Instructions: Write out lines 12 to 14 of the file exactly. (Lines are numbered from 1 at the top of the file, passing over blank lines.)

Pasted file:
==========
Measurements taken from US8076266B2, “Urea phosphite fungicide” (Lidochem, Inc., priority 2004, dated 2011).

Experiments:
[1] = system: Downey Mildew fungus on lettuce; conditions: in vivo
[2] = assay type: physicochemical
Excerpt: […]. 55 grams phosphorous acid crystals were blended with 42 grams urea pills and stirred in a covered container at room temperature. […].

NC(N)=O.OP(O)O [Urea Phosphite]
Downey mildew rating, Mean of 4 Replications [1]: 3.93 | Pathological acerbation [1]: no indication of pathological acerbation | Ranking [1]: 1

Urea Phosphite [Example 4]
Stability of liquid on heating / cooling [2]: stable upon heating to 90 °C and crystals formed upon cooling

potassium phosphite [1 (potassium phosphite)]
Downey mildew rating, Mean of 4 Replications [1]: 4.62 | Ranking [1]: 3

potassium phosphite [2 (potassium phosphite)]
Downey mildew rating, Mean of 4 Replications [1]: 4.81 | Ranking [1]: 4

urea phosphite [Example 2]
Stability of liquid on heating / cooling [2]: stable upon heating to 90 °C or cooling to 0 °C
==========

potassium phosphite [2 (potassium phosphite)]
Downey mildew rating, Mean of 4 Replications [1]: 4.81 | Ranking [1]: 4

urea phosphite [Example 2]